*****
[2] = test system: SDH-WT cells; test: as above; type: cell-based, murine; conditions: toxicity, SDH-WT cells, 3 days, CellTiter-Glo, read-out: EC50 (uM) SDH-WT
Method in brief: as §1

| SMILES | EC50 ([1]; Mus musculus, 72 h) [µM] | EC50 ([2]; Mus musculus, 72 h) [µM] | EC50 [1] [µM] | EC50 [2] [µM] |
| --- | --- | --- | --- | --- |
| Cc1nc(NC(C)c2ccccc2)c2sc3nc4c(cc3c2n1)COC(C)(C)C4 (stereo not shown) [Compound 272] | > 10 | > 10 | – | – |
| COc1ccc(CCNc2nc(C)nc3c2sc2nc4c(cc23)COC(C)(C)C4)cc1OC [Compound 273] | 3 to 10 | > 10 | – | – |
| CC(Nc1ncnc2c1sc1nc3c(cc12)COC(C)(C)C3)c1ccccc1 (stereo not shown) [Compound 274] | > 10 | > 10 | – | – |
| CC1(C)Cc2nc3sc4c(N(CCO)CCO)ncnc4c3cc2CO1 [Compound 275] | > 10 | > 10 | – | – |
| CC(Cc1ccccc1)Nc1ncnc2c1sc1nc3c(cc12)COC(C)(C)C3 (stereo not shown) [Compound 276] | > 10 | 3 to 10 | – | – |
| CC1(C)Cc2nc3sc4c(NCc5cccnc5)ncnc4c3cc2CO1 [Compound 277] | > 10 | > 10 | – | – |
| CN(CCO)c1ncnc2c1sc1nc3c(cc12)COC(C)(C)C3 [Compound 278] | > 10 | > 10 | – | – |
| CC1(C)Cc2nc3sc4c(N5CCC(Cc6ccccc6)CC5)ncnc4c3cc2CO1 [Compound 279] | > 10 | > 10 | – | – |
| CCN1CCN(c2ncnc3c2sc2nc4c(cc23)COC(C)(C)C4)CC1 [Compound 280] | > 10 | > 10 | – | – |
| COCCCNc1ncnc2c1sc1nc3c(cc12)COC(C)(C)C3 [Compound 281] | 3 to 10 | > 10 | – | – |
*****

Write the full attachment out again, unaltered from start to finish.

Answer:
[2] = test system: SDH-WT cells; test: as above; type: cell-based, murine; conditions: toxicity, SDH-WT cells, 3 days, CellTiter-Glo, read-out: EC50 (uM) SDH-WT
Method in brief: as §1

| SMILES | EC50 ([1]; Mus musculus, 72 h) [µM] | EC50 ([2]; Mus musculus, 72 h) [µM] | EC50 [1] [µM] | EC50 [2] [µM] |
| --- | --- | --- | --- | --- |
| Cc1nc(NC(C)c2ccccc2)c2sc3nc4c(cc3c2n1)COC(C)(C)C4 (stereo not shown) [Compound 272] | > 10 | > 10 | – | – |
| COc1ccc(CCNc2nc(C)nc3c2sc2nc4c(cc23)COC(C)(C)C4)cc1OC [Compound 273] | 3 to 10 | > 10 | – | – |
| CC(Nc1ncnc2c1sc1nc3c(cc12)COC(C)(C)C3)c1ccccc1 (stereo not shown) [Compound 274] | > 10 | > 10 | – | – |
| CC1(C)Cc2nc3sc4c(N(CCO)CCO)ncnc4c3cc2CO1 [Compound 275] | > 10 | > 10 | – | – |
| CC(Cc1ccccc1)Nc1ncnc2c1sc1nc3c(cc12)COC(C)(C)C3 (stereo not shown) [Compound 276] | > 10 | 3 to 10 | – | – |
| CC1(C)Cc2nc3sc4c(NCc5cccnc5)ncnc4c3cc2CO1 [Compound 277] | > 10 | > 10 | – | – |
| CN(CCO)c1ncnc2c1sc1nc3c(cc12)COC(C)(C)C3 [Compound 278] | > 10 | > 10 | – | – |
| CC1(C)Cc2nc3sc4c(N5CCC(Cc6ccccc6)CC5)ncnc4c3cc2CO1 [Compound 279] | > 10 | > 10 | – | – |
| CCN1CCN(c2ncnc3c2sc2nc4c(cc23)COC(C)(C)C4)CC1 [Compound 280] | > 10 | > 10 | – | – |
| COCCCNc1ncnc2c1sc1nc3c(cc12)COC(C)(C)C3 [Compound 281] | 3 to 10 | > 10 | – | – |